(3) Prolonged peace and prosperity provides too high a level of security that all the children will reach adulthood. If the country is in war and there is a possibility for young people to be killed, there would be an incentive to have at least 2 or 3 or 4 kids. Therefore, the State needs to engage in periodical wars that will randomly kill say 1% of all young people.

(4) What NOT to do? Public campaigns and prizes to productive mothers are useless. Exhortations and patriotic propaganda are counterproductive.

Jon writes:

The argument "Contrary to organizations like Zero Population Growth, the externalities of another productive human being are positive, not negative" is just plain wrong. First, to analyze choices, you must specify the choice correctly The choice is whether to add another "human being"; not whether to add a 'productive human being' to the world. We don't get to chose whether that human being will be "productive" (forgetting about whether we agree on what "productive" means).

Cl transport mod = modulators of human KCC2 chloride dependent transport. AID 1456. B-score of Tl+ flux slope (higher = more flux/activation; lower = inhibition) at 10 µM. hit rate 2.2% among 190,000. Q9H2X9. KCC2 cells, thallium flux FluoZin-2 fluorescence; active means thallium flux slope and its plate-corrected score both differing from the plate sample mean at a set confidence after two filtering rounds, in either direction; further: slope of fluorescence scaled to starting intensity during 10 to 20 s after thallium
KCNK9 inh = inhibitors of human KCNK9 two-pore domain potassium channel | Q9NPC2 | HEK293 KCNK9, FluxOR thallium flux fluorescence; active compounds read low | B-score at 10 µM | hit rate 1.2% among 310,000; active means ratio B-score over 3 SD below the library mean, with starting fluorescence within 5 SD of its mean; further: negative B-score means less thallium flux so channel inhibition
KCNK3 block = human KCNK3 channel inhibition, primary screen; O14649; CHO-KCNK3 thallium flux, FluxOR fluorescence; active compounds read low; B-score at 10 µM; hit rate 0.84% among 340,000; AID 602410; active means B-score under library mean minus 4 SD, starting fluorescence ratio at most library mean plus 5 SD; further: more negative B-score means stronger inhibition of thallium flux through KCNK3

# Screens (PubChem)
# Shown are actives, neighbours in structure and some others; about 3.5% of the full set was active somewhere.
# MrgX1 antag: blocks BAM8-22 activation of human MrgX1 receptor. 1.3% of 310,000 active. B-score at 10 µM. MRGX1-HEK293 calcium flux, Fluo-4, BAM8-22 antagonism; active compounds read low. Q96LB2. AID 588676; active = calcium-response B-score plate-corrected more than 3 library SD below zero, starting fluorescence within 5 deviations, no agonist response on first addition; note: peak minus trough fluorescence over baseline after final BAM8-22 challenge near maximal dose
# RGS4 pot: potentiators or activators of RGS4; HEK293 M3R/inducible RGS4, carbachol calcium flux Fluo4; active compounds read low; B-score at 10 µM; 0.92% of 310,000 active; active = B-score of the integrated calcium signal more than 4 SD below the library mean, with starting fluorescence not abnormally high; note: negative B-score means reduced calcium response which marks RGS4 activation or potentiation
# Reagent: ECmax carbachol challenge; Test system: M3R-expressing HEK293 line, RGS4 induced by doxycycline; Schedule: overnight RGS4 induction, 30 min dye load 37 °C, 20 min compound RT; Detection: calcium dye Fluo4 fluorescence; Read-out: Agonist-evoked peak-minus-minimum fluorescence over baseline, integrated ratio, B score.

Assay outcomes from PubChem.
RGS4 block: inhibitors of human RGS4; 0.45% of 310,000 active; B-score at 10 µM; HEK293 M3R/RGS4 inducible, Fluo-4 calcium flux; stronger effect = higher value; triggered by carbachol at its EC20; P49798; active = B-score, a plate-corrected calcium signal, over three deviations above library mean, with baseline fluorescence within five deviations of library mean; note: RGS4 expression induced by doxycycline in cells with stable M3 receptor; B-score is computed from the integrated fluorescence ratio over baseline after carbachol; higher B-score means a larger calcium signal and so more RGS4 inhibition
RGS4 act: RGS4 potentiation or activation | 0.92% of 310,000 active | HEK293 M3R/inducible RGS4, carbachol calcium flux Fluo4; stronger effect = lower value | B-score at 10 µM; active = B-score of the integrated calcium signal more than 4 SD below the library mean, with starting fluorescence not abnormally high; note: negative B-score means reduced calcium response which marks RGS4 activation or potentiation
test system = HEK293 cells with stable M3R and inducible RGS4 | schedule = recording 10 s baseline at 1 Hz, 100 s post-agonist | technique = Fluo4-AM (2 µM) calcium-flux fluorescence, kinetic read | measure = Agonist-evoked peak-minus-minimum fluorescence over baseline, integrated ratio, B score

Secondly, whether the additional human being is a positive externality or not, depends on the number of new human's being produced and the limits on fresh water, arable land, energy, and other resources. The industrial revolution has greatly increased the utility of andour capacity to support additional humans; however, it is a mistake to extrapolate this indefinitely into the future.

spencer writes:

And a society can do like China did with its one child policy and assure that the country ages faster then any country ever did. In a few years China will have a larger problem with the ratio of elderly to young people than any country.

Duane Gran writes:

What we have here is a difference of scope. In the small view, it may benefit a person to have many children into old age, but in the larger view, does that really benefit society at large? I'm not an economist, but I lurk here to learn, but I feel compelled to comment. I realize that people will act in their self interest, but it isn't unheard of to act for the improvement of the group. Is it possible that zero population growth is a reasonable strategy for the community? I tend to think so.

Tim Harford writes: